The main event between corporate heavyweights—the airline and telecom industries— will have to hold off for another two weeks. Both sides today confirmed the agreement to delay launching the latter’s 5G network, in deference to the former’s concerns over mass flight cancellations due to safety concerns that the powerful broadband signals were close enough on the frequency range that they could corrupt airliners’ radar altimeters. Those altimeters are critical to extreme low-visibility approaches, including autoland procedures.
In a prepared statement, Rich Young, Verizon spokesperson, said, “We’ve agreed to a two-week delay which promises the certainty of bringing this nation our game-changing 5G network in January delivered over America’s best and most reliable network,” echoed by AT&T, which said its network would implement additional protective measures at vulnerable airports over the next six months.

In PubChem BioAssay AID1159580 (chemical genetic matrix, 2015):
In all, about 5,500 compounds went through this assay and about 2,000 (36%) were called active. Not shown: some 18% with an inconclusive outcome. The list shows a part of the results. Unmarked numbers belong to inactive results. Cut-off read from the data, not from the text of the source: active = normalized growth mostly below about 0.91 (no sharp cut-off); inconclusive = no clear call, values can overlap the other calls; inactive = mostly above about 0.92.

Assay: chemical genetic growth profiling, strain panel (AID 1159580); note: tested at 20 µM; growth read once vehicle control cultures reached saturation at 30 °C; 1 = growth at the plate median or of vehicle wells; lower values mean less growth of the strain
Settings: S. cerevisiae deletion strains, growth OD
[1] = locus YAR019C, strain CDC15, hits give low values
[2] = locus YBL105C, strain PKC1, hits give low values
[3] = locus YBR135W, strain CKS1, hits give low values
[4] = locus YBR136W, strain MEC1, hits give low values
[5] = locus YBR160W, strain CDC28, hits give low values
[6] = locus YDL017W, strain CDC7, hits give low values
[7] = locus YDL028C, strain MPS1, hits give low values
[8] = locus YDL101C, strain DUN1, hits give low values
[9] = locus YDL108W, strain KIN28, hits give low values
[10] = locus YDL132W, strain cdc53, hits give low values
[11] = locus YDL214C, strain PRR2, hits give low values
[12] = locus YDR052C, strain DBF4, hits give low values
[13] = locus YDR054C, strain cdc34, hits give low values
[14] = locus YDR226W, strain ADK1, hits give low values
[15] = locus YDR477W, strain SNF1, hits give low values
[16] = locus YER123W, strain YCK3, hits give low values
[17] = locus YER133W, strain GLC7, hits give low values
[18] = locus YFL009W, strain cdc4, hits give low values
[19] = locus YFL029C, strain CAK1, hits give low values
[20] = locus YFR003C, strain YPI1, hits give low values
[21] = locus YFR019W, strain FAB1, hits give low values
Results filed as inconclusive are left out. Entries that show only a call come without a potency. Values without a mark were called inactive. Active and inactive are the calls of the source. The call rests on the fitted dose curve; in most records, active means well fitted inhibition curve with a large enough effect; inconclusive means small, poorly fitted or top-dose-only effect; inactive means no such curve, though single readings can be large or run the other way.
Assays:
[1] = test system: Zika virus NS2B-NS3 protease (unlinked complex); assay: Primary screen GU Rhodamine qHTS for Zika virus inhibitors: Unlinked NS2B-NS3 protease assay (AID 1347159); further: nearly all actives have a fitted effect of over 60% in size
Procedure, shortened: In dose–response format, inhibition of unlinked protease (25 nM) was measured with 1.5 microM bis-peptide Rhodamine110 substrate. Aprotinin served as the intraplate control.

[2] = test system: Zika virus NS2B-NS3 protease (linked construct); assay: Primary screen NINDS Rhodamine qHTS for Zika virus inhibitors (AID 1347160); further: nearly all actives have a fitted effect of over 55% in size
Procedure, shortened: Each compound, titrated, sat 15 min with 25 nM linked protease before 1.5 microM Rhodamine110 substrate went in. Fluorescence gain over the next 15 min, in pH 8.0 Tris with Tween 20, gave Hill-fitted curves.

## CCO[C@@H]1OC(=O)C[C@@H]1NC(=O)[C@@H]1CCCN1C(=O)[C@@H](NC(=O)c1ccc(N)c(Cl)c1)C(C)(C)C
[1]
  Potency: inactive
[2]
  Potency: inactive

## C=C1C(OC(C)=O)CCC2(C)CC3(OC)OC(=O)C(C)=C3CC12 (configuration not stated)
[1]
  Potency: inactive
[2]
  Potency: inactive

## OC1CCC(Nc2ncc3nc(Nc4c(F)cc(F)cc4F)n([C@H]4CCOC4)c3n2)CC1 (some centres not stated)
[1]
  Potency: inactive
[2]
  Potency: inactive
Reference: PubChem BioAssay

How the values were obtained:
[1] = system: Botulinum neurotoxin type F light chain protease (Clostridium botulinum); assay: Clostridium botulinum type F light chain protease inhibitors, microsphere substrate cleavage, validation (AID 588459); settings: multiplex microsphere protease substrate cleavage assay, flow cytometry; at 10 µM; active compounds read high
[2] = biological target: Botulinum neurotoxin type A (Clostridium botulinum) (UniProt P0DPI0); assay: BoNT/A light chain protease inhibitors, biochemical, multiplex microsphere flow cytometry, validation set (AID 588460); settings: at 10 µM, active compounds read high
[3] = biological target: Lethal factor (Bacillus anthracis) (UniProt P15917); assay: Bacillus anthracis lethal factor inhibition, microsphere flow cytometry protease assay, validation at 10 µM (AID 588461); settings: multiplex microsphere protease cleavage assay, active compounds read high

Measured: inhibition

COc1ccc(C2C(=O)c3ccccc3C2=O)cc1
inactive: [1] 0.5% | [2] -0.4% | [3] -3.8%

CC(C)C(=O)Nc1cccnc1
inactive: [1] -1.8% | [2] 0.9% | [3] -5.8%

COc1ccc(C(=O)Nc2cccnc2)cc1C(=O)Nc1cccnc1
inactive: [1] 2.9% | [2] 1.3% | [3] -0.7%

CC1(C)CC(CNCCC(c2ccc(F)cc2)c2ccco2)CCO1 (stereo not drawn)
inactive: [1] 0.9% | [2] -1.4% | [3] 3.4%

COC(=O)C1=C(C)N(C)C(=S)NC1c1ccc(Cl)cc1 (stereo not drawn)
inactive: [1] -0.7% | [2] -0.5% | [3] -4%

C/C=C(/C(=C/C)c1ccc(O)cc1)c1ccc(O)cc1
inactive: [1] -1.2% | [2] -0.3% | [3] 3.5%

Officials from the airline industry cited the resemblance of their mitigation recommendations to those already implemented in France. That is, limiting or cutting power involving 5G service providers in sensitive areas.
With the telecom giants refusing on Monday to consider the delay, trade group Airlines for America (A4A) had prepared a lawsuit to block the launch of the broadband services. That lawsuit is now shelved, at least temporarily. But A4A said they are keeping their hands close to that shelf, should the telecom giants reevaluate. The infrastructure for their 5G networks has cost AT&T and Verizon in excess of $80 billion to date.